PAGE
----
Japan’s foreign minister said on Friday his country’s new government would join a treaty on child abductions, addressing one of the few rifts in relations with its main ally the US.
Japan has not signed or ratified the 1980 Hague Convention, which requires the return of wrongfully held children to the countries where they usually live, but a previous left-leaning government had said it planned to do so.
Japanese Foreign Minister Fumio Kishida, whose conservative Liberal Democratic Party (LDP) returned to power last month, said on a visit to Washington that Prime Minister Shinzo Abe’s government would take the same stance.
“The government of Japan is intending to go through the necessary procedures for early conclusion of the treaty,” Kishida told a news conference with US Secretary of State Hillary Rodham Clinton.
Clinton said she hoped that Japan’s parliament would pass legislation on the Hague treaty during its upcoming session.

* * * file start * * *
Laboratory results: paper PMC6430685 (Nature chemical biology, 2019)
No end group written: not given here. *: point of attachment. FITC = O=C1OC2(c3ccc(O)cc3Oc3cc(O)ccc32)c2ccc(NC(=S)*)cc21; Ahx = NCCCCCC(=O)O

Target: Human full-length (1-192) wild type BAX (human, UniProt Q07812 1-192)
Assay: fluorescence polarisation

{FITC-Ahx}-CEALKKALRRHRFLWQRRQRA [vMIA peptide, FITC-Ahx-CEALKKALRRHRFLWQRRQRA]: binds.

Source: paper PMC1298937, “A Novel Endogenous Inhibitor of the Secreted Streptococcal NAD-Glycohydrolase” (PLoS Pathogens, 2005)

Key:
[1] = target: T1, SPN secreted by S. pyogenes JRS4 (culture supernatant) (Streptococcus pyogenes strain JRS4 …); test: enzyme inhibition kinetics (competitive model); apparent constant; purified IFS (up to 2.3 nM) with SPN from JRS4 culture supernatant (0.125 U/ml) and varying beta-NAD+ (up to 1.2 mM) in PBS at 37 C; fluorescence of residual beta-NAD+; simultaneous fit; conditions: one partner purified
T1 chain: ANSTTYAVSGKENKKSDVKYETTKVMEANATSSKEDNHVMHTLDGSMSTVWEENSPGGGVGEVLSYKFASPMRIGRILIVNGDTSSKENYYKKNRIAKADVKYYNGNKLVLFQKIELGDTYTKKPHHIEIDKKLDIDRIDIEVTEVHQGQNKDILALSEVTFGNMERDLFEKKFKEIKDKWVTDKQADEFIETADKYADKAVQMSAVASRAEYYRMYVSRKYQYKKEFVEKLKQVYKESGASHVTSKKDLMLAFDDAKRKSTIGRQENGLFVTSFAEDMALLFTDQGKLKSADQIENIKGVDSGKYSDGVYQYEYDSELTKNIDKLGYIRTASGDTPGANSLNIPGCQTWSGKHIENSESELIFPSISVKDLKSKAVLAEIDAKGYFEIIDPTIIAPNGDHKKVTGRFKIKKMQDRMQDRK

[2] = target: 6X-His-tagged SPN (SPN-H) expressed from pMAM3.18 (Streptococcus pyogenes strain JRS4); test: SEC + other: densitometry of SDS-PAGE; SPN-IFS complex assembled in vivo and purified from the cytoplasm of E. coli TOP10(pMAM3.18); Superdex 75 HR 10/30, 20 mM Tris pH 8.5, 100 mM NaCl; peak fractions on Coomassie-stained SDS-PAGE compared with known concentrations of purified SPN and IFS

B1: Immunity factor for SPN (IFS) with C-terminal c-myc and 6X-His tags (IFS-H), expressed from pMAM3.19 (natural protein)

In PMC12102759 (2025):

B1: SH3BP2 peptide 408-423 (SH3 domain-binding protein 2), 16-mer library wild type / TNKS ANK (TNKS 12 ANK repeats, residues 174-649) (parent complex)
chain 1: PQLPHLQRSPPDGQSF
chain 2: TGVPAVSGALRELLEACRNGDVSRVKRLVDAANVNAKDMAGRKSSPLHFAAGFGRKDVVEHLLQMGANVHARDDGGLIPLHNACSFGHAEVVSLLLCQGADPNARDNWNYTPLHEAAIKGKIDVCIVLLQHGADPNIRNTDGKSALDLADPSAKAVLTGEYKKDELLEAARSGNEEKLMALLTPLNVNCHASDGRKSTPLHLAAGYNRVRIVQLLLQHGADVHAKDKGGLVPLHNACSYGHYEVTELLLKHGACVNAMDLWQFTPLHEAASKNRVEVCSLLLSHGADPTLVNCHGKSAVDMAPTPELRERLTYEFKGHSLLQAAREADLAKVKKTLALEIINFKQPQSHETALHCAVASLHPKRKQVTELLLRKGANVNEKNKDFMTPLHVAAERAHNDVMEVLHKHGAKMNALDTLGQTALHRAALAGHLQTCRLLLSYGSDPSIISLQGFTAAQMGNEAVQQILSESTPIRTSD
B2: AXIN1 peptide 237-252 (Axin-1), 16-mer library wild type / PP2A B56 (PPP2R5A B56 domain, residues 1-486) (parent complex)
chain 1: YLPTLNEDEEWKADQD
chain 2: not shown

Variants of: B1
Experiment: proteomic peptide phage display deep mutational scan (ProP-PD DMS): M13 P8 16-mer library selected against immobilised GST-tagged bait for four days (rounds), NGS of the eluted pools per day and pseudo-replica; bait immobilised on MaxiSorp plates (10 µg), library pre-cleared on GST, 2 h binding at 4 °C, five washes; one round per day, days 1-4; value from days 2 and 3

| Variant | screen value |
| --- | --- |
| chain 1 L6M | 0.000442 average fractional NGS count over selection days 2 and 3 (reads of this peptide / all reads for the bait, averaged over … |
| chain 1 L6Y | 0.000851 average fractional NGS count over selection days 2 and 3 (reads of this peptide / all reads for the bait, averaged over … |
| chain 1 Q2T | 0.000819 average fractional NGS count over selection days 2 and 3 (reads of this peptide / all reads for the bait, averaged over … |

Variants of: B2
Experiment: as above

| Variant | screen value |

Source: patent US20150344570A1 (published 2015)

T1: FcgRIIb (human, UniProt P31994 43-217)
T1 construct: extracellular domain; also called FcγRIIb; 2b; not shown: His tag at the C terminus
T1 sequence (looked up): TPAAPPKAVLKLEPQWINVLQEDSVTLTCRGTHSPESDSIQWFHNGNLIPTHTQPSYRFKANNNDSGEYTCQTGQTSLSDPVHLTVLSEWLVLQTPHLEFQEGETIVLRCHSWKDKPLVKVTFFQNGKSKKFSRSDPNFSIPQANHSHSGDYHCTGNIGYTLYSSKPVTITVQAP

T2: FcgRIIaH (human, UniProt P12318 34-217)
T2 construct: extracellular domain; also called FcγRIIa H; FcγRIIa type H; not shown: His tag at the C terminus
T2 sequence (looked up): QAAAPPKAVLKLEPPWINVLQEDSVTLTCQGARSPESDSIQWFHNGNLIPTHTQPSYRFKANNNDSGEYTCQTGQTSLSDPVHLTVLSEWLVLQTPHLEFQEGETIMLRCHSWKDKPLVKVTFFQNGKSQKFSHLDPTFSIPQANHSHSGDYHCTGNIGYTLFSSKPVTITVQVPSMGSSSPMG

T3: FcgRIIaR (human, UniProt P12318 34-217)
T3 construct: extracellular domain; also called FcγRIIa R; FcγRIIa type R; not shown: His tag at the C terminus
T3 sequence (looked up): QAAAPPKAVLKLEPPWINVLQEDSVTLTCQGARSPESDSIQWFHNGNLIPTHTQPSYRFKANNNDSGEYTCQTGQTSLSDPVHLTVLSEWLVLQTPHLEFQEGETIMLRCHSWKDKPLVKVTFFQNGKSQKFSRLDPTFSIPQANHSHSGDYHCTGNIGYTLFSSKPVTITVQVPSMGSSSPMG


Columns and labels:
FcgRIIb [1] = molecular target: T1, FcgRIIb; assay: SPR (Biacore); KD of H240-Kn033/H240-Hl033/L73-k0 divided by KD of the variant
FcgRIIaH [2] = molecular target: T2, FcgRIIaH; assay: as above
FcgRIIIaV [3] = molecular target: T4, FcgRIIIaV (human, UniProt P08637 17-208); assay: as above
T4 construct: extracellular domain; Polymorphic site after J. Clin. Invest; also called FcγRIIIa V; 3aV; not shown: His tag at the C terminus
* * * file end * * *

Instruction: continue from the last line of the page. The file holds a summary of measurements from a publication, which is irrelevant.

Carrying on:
Japanese Foreign Ministry spokesman Masaru Sato, asked about the timeframe urged by Clinton, said that the government was serious about taking action.
“We will make our best efforts — all we can — so that early conclusion of the convention will be achieved,” Sato told reporters in Washington.
Japanese courts virtually never grant custody to foreign parents or to fathers, leaving few legal avenues for fathers whose former partners have fled to Japan with their children.
Hundreds of US parents have complained that they have no recourse to see their half-Japanese children. At least 120 have filed cases in Japan, invariably to no avail.
The US Congress has repeatedly pressed Japan to take up the issue, with one lawmaker last year proposing countermeasures if Japan does not act.
The previous Japanese government’s position had initially heartened US officials, but hopes dimmed as Tokyo delayed action and indicated that ratification would only apply to future cases.
Japanese critics of the convention have argued that the country needs to protect women from potentially abusive foreign men.